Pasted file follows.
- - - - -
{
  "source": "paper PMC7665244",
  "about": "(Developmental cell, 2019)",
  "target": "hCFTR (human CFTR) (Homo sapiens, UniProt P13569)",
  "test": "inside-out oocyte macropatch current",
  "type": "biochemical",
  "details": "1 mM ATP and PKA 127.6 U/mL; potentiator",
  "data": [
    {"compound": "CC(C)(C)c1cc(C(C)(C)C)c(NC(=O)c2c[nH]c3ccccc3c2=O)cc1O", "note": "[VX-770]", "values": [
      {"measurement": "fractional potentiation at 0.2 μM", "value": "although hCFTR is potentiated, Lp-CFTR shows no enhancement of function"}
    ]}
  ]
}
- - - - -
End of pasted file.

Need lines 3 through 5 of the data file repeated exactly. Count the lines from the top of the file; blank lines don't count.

  "about": "(Developmental cell, 2019)",
  "target": "hCFTR (human CFTR) (Homo sapiens, UniProt P13569)",
  "test": "inside-out oocyte macropatch current",